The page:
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Sunday, October 16, 2011

BY GERALD M. BRADSHAW

gerald_bradshaw@post.harvard.edu

Bradshaw College Consulting

(219) 663-3041

Dear Mr. Bradshaw: I am considering hiring a college consultant to help me with the admissions process. My parents and I agree that applying to top colleges is a real challenge, and we would like to know how a college consultant could help make things easier. --Student

Consultant an asset for top school



Dear Student:

If you are applying to a top college, a consultant can be a real asset, and the benefits are wide-ranging.

Although little is published on the subject, student surveys indicate that at least 40 percent of the applicants who were admitted to Harvard and Yale last year used consultants.

Even if your parents graduated from a top college and are familiar with the application process through an alumni network, hiring a top college consultant can help level the playing field in the admissions area.

So where should you start? I recommend you Google “college consultants” and examine their websites. Pick a few consultants who focus on top schools and call them with a set of prepared questions. Ask how much they charge, what services they include, if assistance with scholarship essays is a part of the package, and so on.

I highly suggest hiring a consultant who is a graduate of a top college because without these credentials, it is unlikely the consultant will be current with the admissions practices of exclusive schools.

Keep in mind that consultants who were admitted to top colleges will have scores and grades similar to yours. Ask them why they think they got in. Obviously, they were able to separate themselves from other applicants, and you are looking to them to help guide you along the same path.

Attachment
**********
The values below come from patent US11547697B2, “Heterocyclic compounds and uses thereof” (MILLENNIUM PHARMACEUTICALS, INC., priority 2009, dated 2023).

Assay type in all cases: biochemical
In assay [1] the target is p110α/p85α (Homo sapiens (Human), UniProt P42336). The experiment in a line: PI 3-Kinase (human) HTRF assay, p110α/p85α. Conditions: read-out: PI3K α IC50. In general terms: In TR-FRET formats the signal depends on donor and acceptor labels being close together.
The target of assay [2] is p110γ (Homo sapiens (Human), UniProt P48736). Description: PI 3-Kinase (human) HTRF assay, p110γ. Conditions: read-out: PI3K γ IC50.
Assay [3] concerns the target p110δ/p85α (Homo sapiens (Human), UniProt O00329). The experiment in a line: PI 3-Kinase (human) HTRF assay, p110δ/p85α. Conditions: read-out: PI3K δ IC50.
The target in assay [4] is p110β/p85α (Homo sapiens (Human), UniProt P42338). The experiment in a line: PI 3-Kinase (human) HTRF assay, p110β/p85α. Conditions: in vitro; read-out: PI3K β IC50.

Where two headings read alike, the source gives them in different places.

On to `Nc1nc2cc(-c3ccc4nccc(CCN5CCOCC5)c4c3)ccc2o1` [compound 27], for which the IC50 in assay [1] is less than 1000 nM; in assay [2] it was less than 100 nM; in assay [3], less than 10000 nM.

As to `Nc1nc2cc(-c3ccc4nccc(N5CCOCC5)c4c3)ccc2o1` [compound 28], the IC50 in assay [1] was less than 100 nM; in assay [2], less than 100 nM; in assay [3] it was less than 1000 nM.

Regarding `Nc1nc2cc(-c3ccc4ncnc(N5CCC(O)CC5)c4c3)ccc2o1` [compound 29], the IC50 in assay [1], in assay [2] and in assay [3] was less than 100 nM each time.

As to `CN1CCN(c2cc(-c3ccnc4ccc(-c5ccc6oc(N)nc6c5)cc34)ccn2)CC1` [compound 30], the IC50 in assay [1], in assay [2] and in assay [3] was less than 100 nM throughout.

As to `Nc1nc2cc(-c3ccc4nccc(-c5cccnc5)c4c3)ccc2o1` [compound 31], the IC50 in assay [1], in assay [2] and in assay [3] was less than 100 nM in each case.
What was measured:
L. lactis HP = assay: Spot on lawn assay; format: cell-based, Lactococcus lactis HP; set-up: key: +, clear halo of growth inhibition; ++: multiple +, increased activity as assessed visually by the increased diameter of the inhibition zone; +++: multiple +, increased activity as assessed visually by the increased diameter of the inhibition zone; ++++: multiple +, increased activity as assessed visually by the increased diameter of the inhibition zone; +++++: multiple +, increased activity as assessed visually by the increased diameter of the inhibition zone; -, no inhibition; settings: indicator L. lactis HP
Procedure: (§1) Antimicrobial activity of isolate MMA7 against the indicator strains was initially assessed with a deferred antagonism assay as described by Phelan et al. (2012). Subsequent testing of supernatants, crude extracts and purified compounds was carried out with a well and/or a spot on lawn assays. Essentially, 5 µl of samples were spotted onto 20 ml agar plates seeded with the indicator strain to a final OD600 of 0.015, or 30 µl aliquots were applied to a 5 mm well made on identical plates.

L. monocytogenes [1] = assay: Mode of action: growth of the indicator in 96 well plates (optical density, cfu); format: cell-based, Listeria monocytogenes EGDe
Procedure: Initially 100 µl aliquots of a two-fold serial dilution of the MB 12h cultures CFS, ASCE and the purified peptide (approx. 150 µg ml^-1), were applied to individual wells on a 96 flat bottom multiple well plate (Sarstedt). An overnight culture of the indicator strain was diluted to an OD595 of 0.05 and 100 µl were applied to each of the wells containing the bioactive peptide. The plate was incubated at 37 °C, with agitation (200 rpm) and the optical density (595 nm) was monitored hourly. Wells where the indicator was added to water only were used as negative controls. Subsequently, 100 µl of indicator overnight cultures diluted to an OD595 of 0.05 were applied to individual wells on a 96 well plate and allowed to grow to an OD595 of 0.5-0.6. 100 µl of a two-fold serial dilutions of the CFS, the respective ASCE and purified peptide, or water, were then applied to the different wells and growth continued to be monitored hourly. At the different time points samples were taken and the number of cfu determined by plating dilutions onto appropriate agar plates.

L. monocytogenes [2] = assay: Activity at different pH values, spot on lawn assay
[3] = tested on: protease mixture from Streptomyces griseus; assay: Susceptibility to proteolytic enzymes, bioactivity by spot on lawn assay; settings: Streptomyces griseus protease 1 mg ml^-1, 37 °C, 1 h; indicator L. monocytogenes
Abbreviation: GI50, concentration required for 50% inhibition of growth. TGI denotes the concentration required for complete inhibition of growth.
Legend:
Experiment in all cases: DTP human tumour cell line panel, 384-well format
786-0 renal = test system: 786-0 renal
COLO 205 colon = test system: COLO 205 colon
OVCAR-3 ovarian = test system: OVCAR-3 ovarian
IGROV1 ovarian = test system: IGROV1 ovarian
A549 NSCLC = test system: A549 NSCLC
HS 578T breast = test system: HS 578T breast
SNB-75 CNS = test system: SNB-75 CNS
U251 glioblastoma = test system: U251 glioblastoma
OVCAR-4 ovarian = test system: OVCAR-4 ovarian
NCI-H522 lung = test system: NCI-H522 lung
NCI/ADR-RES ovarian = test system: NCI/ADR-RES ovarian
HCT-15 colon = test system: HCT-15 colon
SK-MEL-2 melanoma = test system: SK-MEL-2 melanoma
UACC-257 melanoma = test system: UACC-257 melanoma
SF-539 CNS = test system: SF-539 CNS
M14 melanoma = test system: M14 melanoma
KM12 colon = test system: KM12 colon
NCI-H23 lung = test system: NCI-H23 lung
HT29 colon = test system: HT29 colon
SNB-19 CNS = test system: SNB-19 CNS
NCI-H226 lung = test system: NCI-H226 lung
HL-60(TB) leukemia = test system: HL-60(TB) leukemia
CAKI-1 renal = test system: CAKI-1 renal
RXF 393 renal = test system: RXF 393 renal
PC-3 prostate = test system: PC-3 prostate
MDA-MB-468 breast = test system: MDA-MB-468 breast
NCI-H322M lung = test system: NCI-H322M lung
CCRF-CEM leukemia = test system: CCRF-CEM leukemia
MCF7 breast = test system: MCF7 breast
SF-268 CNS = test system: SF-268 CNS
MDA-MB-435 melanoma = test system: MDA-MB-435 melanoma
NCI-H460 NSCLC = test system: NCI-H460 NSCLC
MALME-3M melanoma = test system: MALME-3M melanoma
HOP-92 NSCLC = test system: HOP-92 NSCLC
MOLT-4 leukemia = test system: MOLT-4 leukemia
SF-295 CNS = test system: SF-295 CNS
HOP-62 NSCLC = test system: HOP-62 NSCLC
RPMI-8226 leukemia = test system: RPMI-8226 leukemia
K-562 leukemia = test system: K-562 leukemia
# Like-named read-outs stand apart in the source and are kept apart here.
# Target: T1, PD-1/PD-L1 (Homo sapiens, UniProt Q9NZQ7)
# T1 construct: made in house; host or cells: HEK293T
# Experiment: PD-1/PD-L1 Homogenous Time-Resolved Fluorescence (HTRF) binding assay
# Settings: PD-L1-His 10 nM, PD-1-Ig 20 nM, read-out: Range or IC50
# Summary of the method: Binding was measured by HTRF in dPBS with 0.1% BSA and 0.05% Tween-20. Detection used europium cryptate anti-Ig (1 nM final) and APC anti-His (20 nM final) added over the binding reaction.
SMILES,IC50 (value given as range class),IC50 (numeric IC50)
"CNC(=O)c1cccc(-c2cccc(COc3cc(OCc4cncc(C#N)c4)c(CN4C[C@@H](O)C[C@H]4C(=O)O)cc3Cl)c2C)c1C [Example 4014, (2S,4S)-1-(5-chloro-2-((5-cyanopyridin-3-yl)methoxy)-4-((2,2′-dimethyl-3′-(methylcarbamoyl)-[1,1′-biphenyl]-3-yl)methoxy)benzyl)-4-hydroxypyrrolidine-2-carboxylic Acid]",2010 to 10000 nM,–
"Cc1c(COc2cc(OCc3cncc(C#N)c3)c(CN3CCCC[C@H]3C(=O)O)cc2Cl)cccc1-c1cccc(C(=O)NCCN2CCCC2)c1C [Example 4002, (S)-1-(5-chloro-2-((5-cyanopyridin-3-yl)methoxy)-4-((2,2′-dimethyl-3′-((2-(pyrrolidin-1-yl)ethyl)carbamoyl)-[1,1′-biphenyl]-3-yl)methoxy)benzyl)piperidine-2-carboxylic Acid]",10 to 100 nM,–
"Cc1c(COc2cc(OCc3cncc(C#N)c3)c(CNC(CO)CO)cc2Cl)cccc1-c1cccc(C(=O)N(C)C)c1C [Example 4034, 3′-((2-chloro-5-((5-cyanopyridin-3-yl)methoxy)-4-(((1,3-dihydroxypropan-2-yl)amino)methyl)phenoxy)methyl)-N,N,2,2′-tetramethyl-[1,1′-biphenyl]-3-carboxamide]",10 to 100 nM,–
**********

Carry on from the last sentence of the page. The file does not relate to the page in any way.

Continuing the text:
Assuming you are near the top of your class and have scored in the top 10 percent on the SAT or ACT and on at least two SAT II subject tests, your next hurdle will be the essays required for the common application and individual schools.

Typically, top students apply to 10 colleges, which means writing 40 to 60 essays during the admissions process. The essays are designed to tell colleges something special about you, and each is given a score. Do not be fooled into thinking that the shorter ones don’t count and that only the longer ones matter.

You will find some of the essays can be downright silly (from my point of view), but they still reveal something about how you handle off-the-wall questions like, “What does ‘blue’ mean to you?”

Answering these questions is always difficult, as I dislike quirky questions that don’t have a logical base in my thinking.

What I would like to say and what a responsible answer might be often are different animals. I advise students how to approach these questions and turn the answers to their advantage.

A consultant will help keep you on track in the admissions process and provide a sounding board for you and your family. Making sure you meet deadlines, coaching you as you approach your scholarship essays, and cutting through the admissions clutter are some of the services a consultant provides.


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